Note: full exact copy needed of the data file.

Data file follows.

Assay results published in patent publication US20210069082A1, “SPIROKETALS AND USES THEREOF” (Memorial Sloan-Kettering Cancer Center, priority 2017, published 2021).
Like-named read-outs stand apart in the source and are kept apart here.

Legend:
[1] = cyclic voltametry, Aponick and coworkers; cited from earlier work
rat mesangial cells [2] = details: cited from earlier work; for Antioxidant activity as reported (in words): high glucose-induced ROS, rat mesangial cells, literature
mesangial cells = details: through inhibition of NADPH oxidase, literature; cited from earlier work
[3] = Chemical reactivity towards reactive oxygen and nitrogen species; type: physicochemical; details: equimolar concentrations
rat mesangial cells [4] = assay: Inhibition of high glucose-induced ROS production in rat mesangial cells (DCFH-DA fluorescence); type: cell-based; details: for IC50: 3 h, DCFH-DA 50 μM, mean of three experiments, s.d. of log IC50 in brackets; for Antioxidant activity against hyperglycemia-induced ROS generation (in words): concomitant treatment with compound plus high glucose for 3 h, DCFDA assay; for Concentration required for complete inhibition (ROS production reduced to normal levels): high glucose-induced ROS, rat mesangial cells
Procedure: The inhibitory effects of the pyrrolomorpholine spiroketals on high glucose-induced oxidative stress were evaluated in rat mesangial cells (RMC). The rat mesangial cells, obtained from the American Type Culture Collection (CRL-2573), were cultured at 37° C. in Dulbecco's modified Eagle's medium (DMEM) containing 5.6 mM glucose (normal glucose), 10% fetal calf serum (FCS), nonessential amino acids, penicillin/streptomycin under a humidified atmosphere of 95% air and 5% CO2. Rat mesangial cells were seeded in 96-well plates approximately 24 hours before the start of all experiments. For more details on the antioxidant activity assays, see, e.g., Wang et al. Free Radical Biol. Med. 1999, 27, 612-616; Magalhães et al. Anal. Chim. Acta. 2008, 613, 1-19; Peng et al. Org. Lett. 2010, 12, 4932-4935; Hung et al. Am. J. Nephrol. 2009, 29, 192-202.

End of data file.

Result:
Assay results published in patent publication US20210069082A1, “SPIROKETALS AND USES THEREOF” (Memorial Sloan-Kettering Cancer Center, priority 2017, published 2021).
Like-named read-outs stand apart in the source and are kept apart here.

Legend:
[1] = cyclic voltametry, Aponick and coworkers; cited from earlier work
rat mesangial cells [2] = details: cited from earlier work; for Antioxidant activity as reported (in words): high glucose-induced ROS, rat mesangial cells, literature
mesangial cells = details: through inhibition of NADPH oxidase, literature; cited from earlier work
[3] = Chemical reactivity towards reactive oxygen and nitrogen species; type: physicochemical; details: equimolar concentrations
rat mesangial cells [4] = assay: Inhibition of high glucose-induced ROS production in rat mesangial cells (DCFH-DA fluorescence); type: cell-based; details: for IC50: 3 h, DCFH-DA 50 μM, mean of three experiments, s.d. of log IC50 in brackets; for Antioxidant activity against hyperglycemia-induced ROS generation (in words): concomitant treatment with compound plus high glucose for 3 h, DCFDA assay; for Concentration required for complete inhibition (ROS production reduced to normal levels): high glucose-induced ROS, rat mesangial cells
Procedure: The inhibitory effects of the pyrrolomorpholine spiroketals on high glucose-induced oxidative stress were evaluated in rat mesangial cells (RMC). The rat mesangial cells, obtained from the American Type Culture Collection (CRL-2573), were cultured at 37° C. in Dulbecco's modified Eagle's medium (DMEM) containing 5.6 mM glucose (normal glucose), 10% fetal calf serum (FCS), nonessential amino acids, penicillin/streptomycin under a humidified atmosphere of 95% air and 5% CO2. Rat mesangial cells were seeded in 96-well plates approximately 24 hours before the start of all experiments. For more details on the antioxidant activity assays, see, e.g., Wang et al. Free Radical Biol. Med. 1999, 27, 612-616; Magalhães et al. Anal. Chim. Acta. 2008, 613, 1-19; Peng et al. Org. Lett. 2010, 12, 4932-4935; Hung et al. Am. J. Nephrol. 2009, 29, 192-202.